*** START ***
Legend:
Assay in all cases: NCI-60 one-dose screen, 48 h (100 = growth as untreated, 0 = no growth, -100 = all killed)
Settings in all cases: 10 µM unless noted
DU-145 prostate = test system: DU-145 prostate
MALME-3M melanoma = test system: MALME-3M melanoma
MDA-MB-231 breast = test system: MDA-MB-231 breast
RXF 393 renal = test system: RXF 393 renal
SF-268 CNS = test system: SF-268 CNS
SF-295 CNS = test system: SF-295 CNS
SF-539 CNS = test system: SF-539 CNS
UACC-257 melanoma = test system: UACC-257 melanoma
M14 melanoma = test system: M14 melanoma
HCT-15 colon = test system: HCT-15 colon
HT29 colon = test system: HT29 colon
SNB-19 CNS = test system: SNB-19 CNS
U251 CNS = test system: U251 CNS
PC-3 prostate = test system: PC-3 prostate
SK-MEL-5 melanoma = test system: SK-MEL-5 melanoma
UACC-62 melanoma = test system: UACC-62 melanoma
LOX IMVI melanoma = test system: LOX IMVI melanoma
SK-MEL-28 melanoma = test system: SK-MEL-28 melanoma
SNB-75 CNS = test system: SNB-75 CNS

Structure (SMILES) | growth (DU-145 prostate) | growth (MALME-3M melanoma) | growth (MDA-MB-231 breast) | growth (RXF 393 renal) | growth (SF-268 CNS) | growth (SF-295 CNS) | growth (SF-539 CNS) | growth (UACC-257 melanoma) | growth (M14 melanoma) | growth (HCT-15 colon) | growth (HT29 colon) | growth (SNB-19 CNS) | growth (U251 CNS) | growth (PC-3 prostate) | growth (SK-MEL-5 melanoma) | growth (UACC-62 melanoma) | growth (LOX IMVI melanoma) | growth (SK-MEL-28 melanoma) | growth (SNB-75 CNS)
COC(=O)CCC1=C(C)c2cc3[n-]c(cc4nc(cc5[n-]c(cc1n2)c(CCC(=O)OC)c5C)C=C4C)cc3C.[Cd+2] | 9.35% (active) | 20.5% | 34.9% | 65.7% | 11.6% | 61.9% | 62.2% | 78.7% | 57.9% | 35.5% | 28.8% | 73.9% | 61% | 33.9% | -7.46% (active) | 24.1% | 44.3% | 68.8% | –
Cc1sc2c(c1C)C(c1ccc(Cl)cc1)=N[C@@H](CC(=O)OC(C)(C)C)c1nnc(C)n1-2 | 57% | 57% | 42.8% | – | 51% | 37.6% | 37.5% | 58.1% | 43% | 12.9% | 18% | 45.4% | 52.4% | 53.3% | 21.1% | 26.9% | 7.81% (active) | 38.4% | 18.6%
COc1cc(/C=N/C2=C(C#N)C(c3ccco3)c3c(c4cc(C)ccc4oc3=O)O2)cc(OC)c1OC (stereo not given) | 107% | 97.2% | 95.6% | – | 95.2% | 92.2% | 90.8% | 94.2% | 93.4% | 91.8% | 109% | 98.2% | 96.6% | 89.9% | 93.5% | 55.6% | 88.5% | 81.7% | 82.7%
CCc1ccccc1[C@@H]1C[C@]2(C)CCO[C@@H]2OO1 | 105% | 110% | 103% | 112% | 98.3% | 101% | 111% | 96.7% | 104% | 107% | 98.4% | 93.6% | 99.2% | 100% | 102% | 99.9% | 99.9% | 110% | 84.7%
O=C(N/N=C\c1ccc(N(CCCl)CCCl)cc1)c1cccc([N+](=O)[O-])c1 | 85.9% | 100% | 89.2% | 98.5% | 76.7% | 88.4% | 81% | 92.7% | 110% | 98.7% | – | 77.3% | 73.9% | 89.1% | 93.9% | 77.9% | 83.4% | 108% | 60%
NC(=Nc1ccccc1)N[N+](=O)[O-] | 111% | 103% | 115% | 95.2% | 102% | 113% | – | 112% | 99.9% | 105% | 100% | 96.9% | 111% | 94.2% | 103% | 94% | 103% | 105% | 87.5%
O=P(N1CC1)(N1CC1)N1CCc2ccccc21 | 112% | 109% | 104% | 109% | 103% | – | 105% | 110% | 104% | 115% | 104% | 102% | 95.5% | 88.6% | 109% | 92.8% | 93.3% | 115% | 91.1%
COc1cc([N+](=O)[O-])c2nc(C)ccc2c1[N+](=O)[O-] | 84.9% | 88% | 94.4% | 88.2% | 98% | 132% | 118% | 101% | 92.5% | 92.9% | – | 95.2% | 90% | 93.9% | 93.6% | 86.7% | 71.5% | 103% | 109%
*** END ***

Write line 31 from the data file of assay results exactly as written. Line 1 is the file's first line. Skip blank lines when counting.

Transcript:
COc1cc([N+](=O)[O-])c2nc(C)ccc2c1[N+](=O)[O-] | 84.9% | 88% | 94.4% | 88.2% | 98% | 132% | 118% | 101% | 92.5% | 92.9% | – | 95.2% | 90% | 93.9% | 93.6% | 86.7% | 71.5% | 103% | 109%